Angles and Dangles, and Then Some

USS_Chopper_(SS-342)_off_South_America_1968

Sequence of Events

15 to 30 Seconds After Loss of AC Power

The rate of change of increasing down angle accelerated rapidly from about 15 degrees down to approximately 40 to 45 degrees down; with full speed ahead still being answered.

The starboard controllerman on watch in the maneuvering room picked up the XJA circuit (inter compartmental sound powered phone system) but heard no conversations.

The Officer of the deck took the hand telephone from the helmsman and ordered “All stop” and immediately “All back full”. There was no response to this order, nor was it heard in the maneuvering room.

The after torpedo room watch picked up the hand phone (XJA circuit) and heard no conversation on the phone.

The diving officer ordered “Blow bow buoyancy” and the auxiliaryman responded to the order. In addition the diving officer ordered the stern planesman to shift to emergency and the stern planesman responded to the order.

The commanding officer entered the control room and was able to pull himself to a position between the ladder from control to conning tower and the control room table.

One of the chiefs fell to the forward end of the forward battery as he attempted to climb into the control room.

Holy moley.  Read the whole thing.   Especially “Lesson Learned and Action Taken” Number 5.   Drills and discipline.  Rote memory.  Training, training, training.  Not a word about SAPR or human trafficking, or Diversity…

H/T (not surprisingly) Grandpa Bluewater.

4 thoughts on “Angles and Dangles, and Then Some”

  1. Oof. I’ve been there / done that on a no-shit emergency blow. Scariest thing I’ve ever experienced. It didn’t hit me until later that HOLY SHIT that was for *real*.

  2. Interestingly, a submarine in overhaul,4 years later, was having a zone inspection, usually a proforma inspection of at the end of field day (the enlisted man’s reward for cleaning the ship all morning is traditionally fo have his cleaning area inspected, all the better to see his division officer’s khaki tookus above his not yet old enought to be balding head, back behind and down below). This one was enriched by the discovery that the urgent shipalt, altering the planes angle indication power so that it would automatically shift upon loss of normal AC to a dedicated source, had NOT been accomplished.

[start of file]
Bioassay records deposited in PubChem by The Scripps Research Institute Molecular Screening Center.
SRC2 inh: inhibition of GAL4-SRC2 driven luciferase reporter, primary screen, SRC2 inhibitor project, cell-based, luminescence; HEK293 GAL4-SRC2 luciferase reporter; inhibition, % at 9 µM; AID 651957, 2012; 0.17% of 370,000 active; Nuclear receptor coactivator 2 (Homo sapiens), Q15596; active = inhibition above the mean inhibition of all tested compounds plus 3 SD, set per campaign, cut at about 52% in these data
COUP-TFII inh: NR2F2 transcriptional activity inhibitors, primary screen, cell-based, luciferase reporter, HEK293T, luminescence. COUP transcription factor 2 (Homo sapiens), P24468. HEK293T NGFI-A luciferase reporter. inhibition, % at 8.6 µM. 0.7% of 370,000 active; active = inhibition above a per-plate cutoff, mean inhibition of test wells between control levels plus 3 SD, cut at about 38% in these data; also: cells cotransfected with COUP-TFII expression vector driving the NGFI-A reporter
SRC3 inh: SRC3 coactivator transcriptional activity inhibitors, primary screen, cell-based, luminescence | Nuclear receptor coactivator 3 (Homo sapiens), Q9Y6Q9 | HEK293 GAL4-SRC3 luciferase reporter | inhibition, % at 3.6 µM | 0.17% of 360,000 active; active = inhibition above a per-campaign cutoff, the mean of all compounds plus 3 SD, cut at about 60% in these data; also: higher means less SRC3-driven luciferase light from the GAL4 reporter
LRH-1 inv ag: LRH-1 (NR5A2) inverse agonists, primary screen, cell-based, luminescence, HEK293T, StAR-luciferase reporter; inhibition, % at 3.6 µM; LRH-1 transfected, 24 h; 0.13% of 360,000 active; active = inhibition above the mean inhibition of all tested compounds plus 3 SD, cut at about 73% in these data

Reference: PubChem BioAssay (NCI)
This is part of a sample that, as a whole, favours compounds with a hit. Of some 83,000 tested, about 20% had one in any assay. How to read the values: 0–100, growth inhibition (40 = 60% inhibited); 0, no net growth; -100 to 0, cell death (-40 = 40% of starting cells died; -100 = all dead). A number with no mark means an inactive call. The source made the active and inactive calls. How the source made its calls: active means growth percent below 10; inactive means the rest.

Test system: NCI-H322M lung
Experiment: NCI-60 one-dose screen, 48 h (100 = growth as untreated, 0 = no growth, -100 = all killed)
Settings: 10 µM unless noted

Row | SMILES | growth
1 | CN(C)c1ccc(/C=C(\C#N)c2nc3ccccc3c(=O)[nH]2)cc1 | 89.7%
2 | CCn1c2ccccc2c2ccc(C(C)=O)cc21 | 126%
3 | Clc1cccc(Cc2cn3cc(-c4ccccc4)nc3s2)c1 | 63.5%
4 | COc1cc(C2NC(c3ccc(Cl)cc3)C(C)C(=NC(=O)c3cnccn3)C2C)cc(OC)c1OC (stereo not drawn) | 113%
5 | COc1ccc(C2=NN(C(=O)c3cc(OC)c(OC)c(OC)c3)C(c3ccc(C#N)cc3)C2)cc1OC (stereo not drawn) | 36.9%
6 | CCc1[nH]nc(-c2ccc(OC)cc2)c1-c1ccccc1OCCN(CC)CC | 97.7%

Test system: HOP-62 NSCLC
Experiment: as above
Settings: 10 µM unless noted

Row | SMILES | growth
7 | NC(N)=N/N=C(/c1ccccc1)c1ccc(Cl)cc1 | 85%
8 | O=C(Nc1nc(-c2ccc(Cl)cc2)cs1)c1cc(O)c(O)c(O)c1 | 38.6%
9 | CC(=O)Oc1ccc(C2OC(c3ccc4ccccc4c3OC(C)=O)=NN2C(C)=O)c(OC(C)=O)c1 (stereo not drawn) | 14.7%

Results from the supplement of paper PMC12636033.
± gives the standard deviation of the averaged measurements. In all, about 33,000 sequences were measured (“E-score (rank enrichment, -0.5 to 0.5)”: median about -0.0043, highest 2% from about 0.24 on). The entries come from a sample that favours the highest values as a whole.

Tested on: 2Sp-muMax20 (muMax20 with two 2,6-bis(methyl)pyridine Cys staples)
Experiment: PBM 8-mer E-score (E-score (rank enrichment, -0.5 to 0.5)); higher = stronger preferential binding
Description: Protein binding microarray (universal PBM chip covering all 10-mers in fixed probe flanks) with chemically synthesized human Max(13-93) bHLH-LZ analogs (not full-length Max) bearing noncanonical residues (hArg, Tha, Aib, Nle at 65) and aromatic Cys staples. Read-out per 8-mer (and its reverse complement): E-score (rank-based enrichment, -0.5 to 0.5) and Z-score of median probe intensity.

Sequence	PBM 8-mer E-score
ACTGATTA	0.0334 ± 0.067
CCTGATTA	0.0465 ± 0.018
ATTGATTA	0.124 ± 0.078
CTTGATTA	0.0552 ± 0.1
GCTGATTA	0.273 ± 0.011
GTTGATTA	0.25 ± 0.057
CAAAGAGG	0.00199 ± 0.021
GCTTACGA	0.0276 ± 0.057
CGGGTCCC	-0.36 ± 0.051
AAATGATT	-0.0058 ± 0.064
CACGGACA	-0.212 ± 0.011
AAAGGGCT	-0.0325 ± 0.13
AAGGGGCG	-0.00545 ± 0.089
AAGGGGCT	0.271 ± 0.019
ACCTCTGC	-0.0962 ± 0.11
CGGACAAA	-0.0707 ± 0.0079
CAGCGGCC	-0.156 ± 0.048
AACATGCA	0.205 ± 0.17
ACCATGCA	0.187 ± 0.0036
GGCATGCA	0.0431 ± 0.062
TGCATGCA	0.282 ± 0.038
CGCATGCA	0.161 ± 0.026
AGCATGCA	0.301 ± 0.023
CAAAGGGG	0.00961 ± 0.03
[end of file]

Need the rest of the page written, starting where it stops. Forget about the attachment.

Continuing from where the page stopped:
While it promptly was installed, the teachable moment, to use an Army phrase, is that Officers need to know the systems in detail, as well as the source and fix for previous casualties, lest they be embarrassed or repeat the casualty.

    One of the reasons that operational losses (sinking with all hands) generally remain mysterious. You never know. You never can know all.

  3. My brother was on a diesel submarine in the late sixties. He expressed opinions of his shipmates’ preparedness and knowledge of shipboard systems quite similar to point 5 in the “Lessons learned…” section of the Summary of Findings. Perhaps that’s why he got out of submarines.

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